Husband just diagnosed with Prostrate cancer
I just joined this group and hope that I am able to get different insight other than what it her sources we've been reading.
My husband had two surgeries for colon cancer about seven yrs ago. He had part of his colon removed. All went well and his recent colon check revealed only a few polyps which were removed.
He is 67 next month and is active and in good health. He is on blood pressure meds and doing fine in that Dept. As part of his checkup with his reg Dr his psa number came back as 6.1. on recommendation he saw a urologist who examined him and found a lump. Two weeks later he had an ultrasound And they took twelve biopsys. Results came back stating three our of the 12 we're cancer and his gleAson score was 3.1 and his psa was 4.2
His urologist says based in test results, age and health he suggests wait and see (surveillance). He followed up with his internist to see what he thought and he feels strongly about considering surgery. He returned to the urologist to discuss options again and was told he was not a candidate for radiation or da Vinci surgery because of his colon surgeries. If he wanted surgery it would be the radical type spelling out all risks.
We are trying to see if this is true but cannot find any info as of yet. Husband contacted a Dr who performs the da Vinci but they won't provice any info until you make an appt to see them. He is leaning towards surgery but of course this question has an impact on the decision.
Currently we are now in Florida full time or the past four years and all his other health care was provided in CT. We do not have much experience with the medical community here.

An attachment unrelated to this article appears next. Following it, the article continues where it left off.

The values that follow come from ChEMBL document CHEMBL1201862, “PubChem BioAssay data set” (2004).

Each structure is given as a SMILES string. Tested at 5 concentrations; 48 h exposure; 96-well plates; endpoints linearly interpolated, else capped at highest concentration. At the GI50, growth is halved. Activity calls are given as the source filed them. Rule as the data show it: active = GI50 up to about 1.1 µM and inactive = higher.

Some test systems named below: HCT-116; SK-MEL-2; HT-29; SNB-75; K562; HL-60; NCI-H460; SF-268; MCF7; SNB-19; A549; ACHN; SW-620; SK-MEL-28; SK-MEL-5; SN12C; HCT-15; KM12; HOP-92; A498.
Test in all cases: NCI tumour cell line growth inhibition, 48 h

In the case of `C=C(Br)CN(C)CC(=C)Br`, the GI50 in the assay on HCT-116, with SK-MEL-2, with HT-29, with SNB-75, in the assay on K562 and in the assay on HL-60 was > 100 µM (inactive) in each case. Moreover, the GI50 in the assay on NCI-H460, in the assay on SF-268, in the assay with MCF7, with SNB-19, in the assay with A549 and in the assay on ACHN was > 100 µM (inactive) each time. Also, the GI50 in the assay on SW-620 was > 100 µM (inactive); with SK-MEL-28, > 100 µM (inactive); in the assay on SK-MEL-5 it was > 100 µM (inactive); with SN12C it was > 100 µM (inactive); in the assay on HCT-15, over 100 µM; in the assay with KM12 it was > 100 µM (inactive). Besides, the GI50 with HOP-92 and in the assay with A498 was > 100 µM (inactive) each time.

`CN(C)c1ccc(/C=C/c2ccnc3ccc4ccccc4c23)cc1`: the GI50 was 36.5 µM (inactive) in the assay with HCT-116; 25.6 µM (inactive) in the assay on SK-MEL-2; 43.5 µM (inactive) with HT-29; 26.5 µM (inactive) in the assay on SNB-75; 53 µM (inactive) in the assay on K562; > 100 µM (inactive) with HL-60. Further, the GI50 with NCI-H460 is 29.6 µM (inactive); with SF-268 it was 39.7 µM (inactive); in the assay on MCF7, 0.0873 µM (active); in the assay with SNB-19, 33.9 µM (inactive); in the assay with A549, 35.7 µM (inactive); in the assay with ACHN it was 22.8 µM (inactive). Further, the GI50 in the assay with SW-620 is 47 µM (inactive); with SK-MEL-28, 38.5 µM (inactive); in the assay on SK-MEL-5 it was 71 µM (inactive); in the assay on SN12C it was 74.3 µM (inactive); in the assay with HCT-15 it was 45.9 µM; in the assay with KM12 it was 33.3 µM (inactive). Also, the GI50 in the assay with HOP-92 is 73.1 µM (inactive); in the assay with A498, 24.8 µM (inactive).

My apologies for the lack of medical details but I'm trying to start gathering anything I can to help him with his decision. He knows it's a big decision and it is getting frustrating to him as he fears making a bad decision. I prefer to get info from a variety of sources and feel personal insights of people who have hands on experience counts for a lot.
Thank you in advance for anything that anyone would like to share.
Welcome ADeming1, but sorry you have to look us up. While no expert, with a Gleason score of 6 you have time to consder your options, which sound somewhat limited by what you've spelled out so far. And, not something I persomally have experience. Curious of the surgery directions stated. Both Open and di Vinci robotic are considered radical surgeries as the entire prostate is removed. So I assume you mean your urologist is suggesting Open surgery, using his hands versus the robot. I have read the excessive scar tissue can be an issue for Robotic surgery based on where and why it exists.